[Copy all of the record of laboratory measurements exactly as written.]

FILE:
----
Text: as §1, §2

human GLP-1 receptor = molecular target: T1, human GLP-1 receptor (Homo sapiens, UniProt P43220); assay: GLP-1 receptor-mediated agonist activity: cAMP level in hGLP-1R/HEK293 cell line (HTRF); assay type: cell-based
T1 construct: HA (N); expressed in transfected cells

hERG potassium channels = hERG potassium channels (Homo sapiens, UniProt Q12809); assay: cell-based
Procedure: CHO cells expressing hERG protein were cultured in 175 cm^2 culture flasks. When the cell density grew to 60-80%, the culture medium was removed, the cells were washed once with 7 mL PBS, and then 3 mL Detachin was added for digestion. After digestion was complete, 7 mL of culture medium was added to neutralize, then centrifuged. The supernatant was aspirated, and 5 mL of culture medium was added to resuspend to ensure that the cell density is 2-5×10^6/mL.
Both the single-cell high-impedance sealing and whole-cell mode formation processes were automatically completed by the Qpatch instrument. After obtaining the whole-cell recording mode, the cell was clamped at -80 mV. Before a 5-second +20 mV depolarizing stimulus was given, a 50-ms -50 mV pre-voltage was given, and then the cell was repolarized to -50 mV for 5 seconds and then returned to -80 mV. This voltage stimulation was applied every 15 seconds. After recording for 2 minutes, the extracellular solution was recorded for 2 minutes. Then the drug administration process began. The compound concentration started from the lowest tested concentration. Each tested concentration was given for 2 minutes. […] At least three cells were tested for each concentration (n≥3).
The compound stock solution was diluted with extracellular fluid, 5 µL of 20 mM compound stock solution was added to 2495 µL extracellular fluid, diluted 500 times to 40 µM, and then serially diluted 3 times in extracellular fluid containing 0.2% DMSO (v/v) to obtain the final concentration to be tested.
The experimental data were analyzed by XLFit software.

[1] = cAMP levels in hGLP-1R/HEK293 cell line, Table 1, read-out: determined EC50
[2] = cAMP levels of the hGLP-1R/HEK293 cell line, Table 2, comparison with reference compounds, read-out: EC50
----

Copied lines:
Text: as §1, §2

human GLP-1 receptor = molecular target: T1, human GLP-1 receptor (Homo sapiens, UniProt P43220); assay: GLP-1 receptor-mediated agonist activity: cAMP level in hGLP-1R/HEK293 cell line (HTRF); assay type: cell-based
T1 construct: HA (N); expressed in transfected cells

hERG potassium channels = hERG potassium channels (Homo sapiens, UniProt Q12809); assay: cell-based
Procedure: CHO cells expressing hERG protein were cultured in 175 cm^2 culture flasks. When the cell density grew to 60-80%, the culture medium was removed, the cells were washed once with 7 mL PBS, and then 3 mL Detachin was added for digestion. After digestion was complete, 7 mL of culture medium was added to neutralize, then centrifuged. The supernatant was aspirated, and 5 mL of culture medium was added to resuspend to ensure that the cell density is 2-5×10^6/mL.
Both the single-cell high-impedance sealing and whole-cell mode formation processes were automatically completed by the Qpatch instrument. After obtaining the whole-cell recording mode, the cell was clamped at -80 mV. Before a 5-second +20 mV depolarizing stimulus was given, a 50-ms -50 mV pre-voltage was given, and then the cell was repolarized to -50 mV for 5 seconds and then returned to -80 mV. This voltage stimulation was applied every 15 seconds. After recording for 2 minutes, the extracellular solution was recorded for 2 minutes. Then the drug administration process began. The compound concentration started from the lowest tested concentration. Each tested concentration was given for 2 minutes. […] At least three cells were tested for each concentration (n≥3).
The compound stock solution was diluted with extracellular fluid, 5 µL of 20 mM compound stock solution was added to 2495 µL extracellular fluid, diluted 500 times to 40 µM, and then serially diluted 3 times in extracellular fluid containing 0.2% DMSO (v/v) to obtain the final concentration to be tested.
The experimental data were analyzed by XLFit software.

[1] = cAMP levels in hGLP-1R/HEK293 cell line, Table 1, read-out: determined EC50
[2] = cAMP levels of the hGLP-1R/HEK293 cell line, Table 2, comparison with reference compounds, read-out: EC50